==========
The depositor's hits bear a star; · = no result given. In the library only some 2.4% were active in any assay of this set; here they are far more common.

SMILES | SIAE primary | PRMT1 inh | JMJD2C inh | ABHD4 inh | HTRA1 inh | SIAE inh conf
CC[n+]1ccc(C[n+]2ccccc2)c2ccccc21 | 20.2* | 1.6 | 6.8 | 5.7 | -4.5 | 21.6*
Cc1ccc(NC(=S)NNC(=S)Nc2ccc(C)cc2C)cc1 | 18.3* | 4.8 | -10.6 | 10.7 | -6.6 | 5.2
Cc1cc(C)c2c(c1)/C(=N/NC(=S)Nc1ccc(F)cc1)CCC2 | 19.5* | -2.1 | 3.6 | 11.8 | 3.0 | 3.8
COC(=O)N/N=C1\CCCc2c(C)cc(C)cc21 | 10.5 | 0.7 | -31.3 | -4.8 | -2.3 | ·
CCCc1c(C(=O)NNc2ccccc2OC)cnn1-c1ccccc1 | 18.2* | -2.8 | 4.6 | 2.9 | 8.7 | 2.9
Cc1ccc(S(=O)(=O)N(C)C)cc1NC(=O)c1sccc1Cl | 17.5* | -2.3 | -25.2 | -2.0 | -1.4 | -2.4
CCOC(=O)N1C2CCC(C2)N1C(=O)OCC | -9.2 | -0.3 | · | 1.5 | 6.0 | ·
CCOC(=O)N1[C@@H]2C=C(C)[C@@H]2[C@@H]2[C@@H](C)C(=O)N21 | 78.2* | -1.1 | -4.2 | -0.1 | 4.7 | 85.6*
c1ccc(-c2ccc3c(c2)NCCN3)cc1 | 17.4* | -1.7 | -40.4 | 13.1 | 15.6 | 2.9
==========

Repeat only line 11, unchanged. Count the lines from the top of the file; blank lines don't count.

c1ccc(-c2ccc3c(c2)NCCN3)cc1 | 17.4* | -1.7 | -40.4 | 13.1 | 15.6 | 2.9